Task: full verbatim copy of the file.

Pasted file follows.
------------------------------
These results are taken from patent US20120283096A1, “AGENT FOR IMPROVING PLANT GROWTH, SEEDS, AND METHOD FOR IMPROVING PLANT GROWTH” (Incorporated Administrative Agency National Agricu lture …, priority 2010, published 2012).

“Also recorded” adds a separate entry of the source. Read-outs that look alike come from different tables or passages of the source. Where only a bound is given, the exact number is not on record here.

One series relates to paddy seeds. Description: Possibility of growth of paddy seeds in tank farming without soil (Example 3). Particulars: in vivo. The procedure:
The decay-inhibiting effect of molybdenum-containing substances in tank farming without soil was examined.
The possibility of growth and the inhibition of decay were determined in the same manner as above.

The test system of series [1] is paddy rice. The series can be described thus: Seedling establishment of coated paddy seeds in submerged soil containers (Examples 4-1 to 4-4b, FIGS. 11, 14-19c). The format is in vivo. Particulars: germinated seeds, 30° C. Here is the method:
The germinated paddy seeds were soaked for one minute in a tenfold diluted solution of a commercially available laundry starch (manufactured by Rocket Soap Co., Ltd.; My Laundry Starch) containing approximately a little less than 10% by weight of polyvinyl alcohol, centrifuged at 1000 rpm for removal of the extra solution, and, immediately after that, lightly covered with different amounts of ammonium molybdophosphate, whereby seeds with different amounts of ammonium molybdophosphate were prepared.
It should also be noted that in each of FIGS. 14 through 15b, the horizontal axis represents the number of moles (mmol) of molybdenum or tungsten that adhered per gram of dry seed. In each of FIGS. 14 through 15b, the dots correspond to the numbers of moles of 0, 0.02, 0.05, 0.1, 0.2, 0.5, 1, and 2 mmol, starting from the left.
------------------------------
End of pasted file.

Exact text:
These results are taken from patent US20120283096A1, “AGENT FOR IMPROVING PLANT GROWTH, SEEDS, AND METHOD FOR IMPROVING PLANT GROWTH” (Incorporated Administrative Agency National Agricu lture …, priority 2010, published 2012).

“Also recorded” adds a separate entry of the source. Read-outs that look alike come from different tables or passages of the source. Where only a bound is given, the exact number is not on record here.

One series relates to paddy seeds. Description: Possibility of growth of paddy seeds in tank farming without soil (Example 3). Particulars: in vivo. The procedure:
The decay-inhibiting effect of molybdenum-containing substances in tank farming without soil was examined.
The possibility of growth and the inhibition of decay were determined in the same manner as above.

The test system of series [1] is paddy rice. The series can be described thus: Seedling establishment of coated paddy seeds in submerged soil containers (Examples 4-1 to 4-4b, FIGS. 11, 14-19c). The format is in vivo. Particulars: germinated seeds, 30° C. Here is the method:
The germinated paddy seeds were soaked for one minute in a tenfold diluted solution of a commercially available laundry starch (manufactured by Rocket Soap Co., Ltd.; My Laundry Starch) containing approximately a little less than 10% by weight of polyvinyl alcohol, centrifuged at 1000 rpm for removal of the extra solution, and, immediately after that, lightly covered with different amounts of ammonium molybdophosphate, whereby seeds with different amounts of ammonium molybdophosphate were prepared.
It should also be noted that in each of FIGS. 14 through 15b, the horizontal axis represents the number of moles (mmol) of molybdenum or tungsten that adhered per gram of dry seed. In each of FIGS. 14 through 15b, the dots correspond to the numbers of moles of 0, 0.02, 0.05, 0.1, 0.2, 0.5, 1, and 2 mmol, starting from the left.